Literature Review

‘Remarkable’ seizure-free rates seen with adjunctive cenobamate


 

FROM LANCET NEUROLOGY

A double-blind, randomized, placebo-controlled trial

The 18-week, double-blind, randomized trial published in Lancet Neurology is one of two phase 2 clinical trials of cenobamate. The other phase 2 study, which lasted 12 weeks, is pending publication. For the 18-week study, researchers at 107 centers in 16 countries enrolled more than 430 adults aged 18-70 years with uncontrolled focal epilepsy. Patients were taking one to three concomitant antiepileptic drugs at stable doses for at least 4 weeks before screening. Patients completed an 8-week baseline assessment, followed by a 6-week titration phase and a 12-week maintenance phase.

“During the 8-week baseline assessment, patients had to have eight or more focal aware (simple partial) seizures with a motor component, focal impaired awareness (complex partial) seizures, or focal to bilateral tonic-clonic (secondarily generalized) seizures, with a seizure-free interval of less than 25 days,” Dr. Krauss and colleagues wrote. In addition, participants had to have at least three of these seizures during the first 4 weeks of the baseline assessment and at least three during the last 4 weeks.

The investigators excluded patients who were taking diazepam, phenytoin, or phenobarbital within 1 month of screening because of a potential drug-drug interaction with cenobamate. Other exclusion criteria included clinically significant psychiatric illness and status epilepticus within 3 months of screening.

The researchers assigned patients 1:1:1:1 to receive cenobamate 100 mg/day, cenobamate 200 mg/day, cenobamate 400 mg/day, or placebo. Percentage change from baseline in focal seizure frequency averaged over 28 days during the 18-week treatment period was the primary efficacy outcome for the FDA. The responder rate (the percentage of patients with at least a 50% reduction from baseline in focal seizure frequency) during the 12-week maintenance phase was the primary efficacy outcome for the European Medicines Agency.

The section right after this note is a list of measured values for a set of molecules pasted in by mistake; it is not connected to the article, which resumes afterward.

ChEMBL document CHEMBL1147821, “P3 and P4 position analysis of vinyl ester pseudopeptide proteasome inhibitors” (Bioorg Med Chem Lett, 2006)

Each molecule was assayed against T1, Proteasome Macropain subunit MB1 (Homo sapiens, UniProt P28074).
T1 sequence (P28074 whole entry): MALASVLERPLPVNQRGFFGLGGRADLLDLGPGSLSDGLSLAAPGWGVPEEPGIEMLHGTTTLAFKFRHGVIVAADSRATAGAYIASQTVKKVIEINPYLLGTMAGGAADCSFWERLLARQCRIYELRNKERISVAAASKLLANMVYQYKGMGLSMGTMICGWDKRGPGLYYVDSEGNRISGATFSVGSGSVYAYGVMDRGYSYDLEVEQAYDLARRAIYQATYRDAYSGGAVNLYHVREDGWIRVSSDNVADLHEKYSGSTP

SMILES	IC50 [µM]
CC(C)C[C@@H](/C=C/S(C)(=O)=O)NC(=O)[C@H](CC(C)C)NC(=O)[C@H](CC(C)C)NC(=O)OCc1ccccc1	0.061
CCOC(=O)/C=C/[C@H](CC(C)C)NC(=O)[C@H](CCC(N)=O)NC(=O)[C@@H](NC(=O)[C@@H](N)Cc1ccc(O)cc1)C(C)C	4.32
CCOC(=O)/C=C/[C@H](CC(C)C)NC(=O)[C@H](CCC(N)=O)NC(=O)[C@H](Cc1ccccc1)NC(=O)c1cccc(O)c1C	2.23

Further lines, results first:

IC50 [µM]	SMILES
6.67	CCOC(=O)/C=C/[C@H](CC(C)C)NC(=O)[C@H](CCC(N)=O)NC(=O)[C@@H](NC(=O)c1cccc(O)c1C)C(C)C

The investigators screened 533 patients and assigned 437 to treatment groups. The modified intention-to-treat population included 434 patients, the modified intention-to-treat maintenance-phase population included 397 patients, and the safety population included 437 patients. The most frequently used concomitant medications were levetiracetam (43%), lamotrigine (32%), and carbamazepine (28%).

The median percentage change from baseline in focal seizure frequency per 28 days during treatment was –24% for the placebo group and –35.5% for the cenobamate 100-mg group. The cenobamate 200 mg group and the cenobamate 400-mg/day group each had a change of –55%.

Responder rates during the maintenance phase were 25% for the placebo group, 40% for the 100-mg group, 56% for the 200-mg group, and 64% for the 400-mg group.

The implications of seizure freedom

The authors acknowledged that it is “difficult to interpret seizure freedom in clinical trials given the constraints of the study designs ... which do not reflect real-life practice. Nonetheless, seizure freedom is of great clinical significance to patient quality of life and the rates reported in this study are notable relative to all other pivotal studies of antiepileptic drug treatment in uncontrolled focal seizures over the past 25 years.”

Rates of seizure freedom represent a crucial outcome measure, Dr. Arnold wrote in his commentary.

“For individual patients, it is not a seizure reduction of 50% or even higher that counts, since this effect will not allow them to drive a car or to work under circumstances bearing increased health risks,” he wrote. “Even when seizure are infrequent, patients nevertheless face the risks of falls, fractures, drowning, and sudden unexpected death in epilepsy. It is complete seizure control that gives rise for hope of an independent lifestyle.”

The study was funded by SK Life Science, the developer of cenobamate. One of the study authors is an employee of SK Life Science. Dr. Krauss is a consultant or advisor for Eisai, Otsuka, and Shire and has received research support from Biogen, SK Life Science, and UCB. Dr. Arnold had no competing interests.

SOURCE: Krauss GL et al. Lancet Neurol. 2019 Nov 13. doi: 10.1016/S1474-4422(19)30399-0.

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